PaigeIt’s time for another Talk Tuesday To Us! Excitingly this one is on the right day. Today we’re getting to know the lovely Paige Orwin, pictured lounging to the right. Her debut novel The Interminablesa genre defying superhero urban fantasy, is set for release on July 5 (North America) and July 7 (UK).

So without further delay, here’s what Paige had to say:

Complete this sentence: Rewriting is…
…my favorite. Rewriting means I’ve already gotten some work done, and now it’s just fine-tuning it. It’s much easier than pulling words out of nowhere.

Complete this sentence: Blogging is…
…something I need to do more of. I’m still trying to figure out this ‘public presence’ thing.

Got a nickname?
Snicklefritz. Thanks, Mom.

We’re buying… what’ll you have?
A yacht.

Do you plan in detail or set off hopefully?
I sort of write an outline. Then I sort of follow the outline. Sort of. It’s hard for me to account for all of the introduced variables in something so complicated ahead of time, and ideas change while I’m working, so I can’t lock myself into anything too strict.

First story you told?
A space opera co-written with three friends that, for some reason, had three alien protagonists: a cat-like princess of the absurdly aggressive and bureaucratic Kia Empire, a four-winged fourth-wall-breaking parrot with antennae, and a spiky dinosaur cyborg ambassador from a species that predated the current universe (guess which one was mine). They were all basically young upstarts who had to work together to get a spaceship running and go out to confront the Ghost Fleet, which was a menace controlled by an ancient four-winged parrot alien named Dunonendaine who had a grudge against the Empire for conquering her planet just as they were discovering spaceflight and denying them the right to the stars on their own terms.

Among other things, Imperial computing technology operated more like magical enchantment and required machines to be made of blocks of incredibly dense materials to store enough mojo for them to function. The capital planet got its power from MASSIVE LASERS shot through wormholes from generator complexes surrounding black holes, and consequently its atmosphere was an ionized stormy mess all the time and it needed huge evaporator bulkheads to keep mega-hurricanes from smashing all its cities. We called it “Star Quest” and it was awesome.

Favourite possession?
Panchito, my writing netbook! Panchito is tiny and old and slow and not good for much besides not taking up much space, playing music, and word-processing, which is why I purchased it. Panchito is too stupid to run video games. Panchito keeps me focused. Panchito runs Q-10, which is the most lightweight writing program I could find, so that means it usually displays nothing but green text on a black screen while I’m working and can make typewriter noises when I so desire.

Favourite building or structure?
There’s a building in downtown Valparaiso, in Chile, that has classical columns and white stonework and all the other hallmarks of a classy old building, and it’s about the same height as all the other classy old buildings near it.building1 You don’t look twice at it, walking past. It fits in perfectly.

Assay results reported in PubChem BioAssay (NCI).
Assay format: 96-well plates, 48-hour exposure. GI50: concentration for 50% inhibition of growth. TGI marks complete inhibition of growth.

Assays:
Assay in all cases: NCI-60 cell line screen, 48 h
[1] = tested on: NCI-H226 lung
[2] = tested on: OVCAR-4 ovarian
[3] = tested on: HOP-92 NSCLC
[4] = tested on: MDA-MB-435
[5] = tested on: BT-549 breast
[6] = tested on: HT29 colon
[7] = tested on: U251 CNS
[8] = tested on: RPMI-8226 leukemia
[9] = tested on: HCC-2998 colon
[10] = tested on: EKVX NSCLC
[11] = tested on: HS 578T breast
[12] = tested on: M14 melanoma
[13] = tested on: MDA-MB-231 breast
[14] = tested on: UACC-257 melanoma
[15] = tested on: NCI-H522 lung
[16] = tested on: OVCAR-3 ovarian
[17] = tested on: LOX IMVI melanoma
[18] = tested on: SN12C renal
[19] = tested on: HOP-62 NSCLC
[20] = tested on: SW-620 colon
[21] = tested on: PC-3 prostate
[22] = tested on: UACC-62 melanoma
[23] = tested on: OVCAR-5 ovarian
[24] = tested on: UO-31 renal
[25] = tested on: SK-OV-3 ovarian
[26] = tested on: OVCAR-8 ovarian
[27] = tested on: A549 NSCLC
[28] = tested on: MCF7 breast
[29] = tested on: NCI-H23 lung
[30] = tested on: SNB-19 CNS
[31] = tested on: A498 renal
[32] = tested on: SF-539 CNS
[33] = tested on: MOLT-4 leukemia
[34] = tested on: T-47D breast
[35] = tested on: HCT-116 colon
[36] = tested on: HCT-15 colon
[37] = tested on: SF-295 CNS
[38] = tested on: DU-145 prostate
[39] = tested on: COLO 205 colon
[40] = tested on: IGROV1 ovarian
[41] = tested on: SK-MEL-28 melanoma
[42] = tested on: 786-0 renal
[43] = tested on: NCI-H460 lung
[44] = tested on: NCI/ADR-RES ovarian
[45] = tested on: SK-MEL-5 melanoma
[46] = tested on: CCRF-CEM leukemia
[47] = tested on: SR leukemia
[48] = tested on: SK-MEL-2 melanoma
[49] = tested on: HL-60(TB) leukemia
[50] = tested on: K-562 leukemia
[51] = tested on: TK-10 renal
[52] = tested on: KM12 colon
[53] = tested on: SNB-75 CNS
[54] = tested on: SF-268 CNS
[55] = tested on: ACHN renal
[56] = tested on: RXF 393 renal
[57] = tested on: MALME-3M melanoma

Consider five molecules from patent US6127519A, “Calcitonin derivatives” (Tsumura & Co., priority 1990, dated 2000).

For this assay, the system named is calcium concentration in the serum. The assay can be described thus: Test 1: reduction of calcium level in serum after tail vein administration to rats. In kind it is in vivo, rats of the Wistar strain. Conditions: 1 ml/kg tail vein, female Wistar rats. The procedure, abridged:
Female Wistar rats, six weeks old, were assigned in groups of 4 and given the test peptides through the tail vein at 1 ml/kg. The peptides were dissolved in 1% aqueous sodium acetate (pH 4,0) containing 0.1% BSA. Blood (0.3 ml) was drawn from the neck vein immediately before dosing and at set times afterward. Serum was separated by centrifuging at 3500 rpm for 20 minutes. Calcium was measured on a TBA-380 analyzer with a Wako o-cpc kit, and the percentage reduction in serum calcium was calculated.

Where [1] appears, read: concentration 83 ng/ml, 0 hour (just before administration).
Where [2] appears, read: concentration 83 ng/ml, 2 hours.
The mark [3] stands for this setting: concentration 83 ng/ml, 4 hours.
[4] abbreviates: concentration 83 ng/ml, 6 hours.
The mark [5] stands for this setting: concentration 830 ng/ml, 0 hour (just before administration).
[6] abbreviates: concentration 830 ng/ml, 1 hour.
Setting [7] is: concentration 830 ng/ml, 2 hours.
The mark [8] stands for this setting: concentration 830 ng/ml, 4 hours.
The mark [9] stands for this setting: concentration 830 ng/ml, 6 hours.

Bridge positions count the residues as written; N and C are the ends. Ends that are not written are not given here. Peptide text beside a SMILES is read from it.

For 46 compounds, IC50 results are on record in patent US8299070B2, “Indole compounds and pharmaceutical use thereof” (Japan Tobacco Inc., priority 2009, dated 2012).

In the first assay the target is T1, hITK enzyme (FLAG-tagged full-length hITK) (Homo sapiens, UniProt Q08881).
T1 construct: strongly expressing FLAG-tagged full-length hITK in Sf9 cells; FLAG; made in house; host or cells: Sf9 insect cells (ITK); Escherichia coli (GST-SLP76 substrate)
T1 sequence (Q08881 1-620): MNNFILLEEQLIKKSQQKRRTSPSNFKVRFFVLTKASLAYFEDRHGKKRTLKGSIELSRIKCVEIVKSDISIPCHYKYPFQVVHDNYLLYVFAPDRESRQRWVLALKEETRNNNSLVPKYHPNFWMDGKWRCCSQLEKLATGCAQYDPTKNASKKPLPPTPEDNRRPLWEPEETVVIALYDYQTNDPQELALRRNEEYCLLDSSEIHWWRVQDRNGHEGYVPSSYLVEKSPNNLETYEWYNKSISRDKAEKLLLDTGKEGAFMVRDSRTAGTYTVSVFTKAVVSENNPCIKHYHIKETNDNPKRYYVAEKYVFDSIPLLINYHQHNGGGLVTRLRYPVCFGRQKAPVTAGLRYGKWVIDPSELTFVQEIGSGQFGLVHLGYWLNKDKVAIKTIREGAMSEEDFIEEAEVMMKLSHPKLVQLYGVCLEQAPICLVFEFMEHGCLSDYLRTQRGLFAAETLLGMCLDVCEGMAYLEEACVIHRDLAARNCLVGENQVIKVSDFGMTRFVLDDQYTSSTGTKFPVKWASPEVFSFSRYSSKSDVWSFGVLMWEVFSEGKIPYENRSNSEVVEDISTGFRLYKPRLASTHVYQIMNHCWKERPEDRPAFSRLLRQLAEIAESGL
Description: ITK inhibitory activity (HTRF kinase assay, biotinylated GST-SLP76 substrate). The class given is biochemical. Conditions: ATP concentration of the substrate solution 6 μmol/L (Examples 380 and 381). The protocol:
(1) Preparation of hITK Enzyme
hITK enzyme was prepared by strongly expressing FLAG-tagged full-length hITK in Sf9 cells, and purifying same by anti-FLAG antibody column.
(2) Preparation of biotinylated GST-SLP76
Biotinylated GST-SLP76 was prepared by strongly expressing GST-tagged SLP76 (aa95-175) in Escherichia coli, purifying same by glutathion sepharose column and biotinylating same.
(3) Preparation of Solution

….and then you realize that the building is twice as tall as you thought it was because the architect hid the rest of it in the sky.

Incidentally, Valparaiso is the city that inspired my “neighborhood-fortress,” Barrio Libertad. It’s amazing. Look it up sometime


bridge2mecha3I’m also fond of this mecha and this bridge:

And basically architecture and big machinery are two of my most favorite things so I should stop before I go hunt down more pictures.


Would you rather fight one giant mecha or ten duck sized cyborgs?
The thing about giant mecha is that you always know where they are and they’re easier to hit than something the size of a duck. Ducks can hide anywhere. Ducks are bad news. I’ll take one baddie the size of a skyscraper that can be fought with love and teamwork over a swarm of terrors that could assault me without warning at my desk or in the shower, thanks.

Tell us a secret.
I go by “she” for the sake of convenience. I don’t really like being referred to as a woman (or even the alternative): gendered words have too many connotations that don’t feel accurate. I’m just a female-configured human, man, I don’t see why my model type should dictate how I’m supposed to think or feel or act.

If anyone asks, I’m a battleship. They go by “she,” too!

What’s the view from your writing window?
A patio littered with deck chairs, a bird feeder occupied by a half-size squirrel and the fattest wren in the world, a grassy yard with roses that isn’t mine but belongs to the back-door neighbor, madrona trees full of robins and sparrows and raccoons, and the curving grey arc of a bridge with streetlights cresting its back, traffic suspended over grey water and the view of distant pines and the Seattle ferry making its rounds.

It’s the kind of place where you look up and see an aircraft carrier gliding past like a bad CGI effect, blotting out the opposite shore and trailed by Coast Guard boats.

That window is the entire reason I live where I do.

Keep your eyes peeled for more Talk Tuesday To Us/Fresh Meat Mondays in the coming weeks!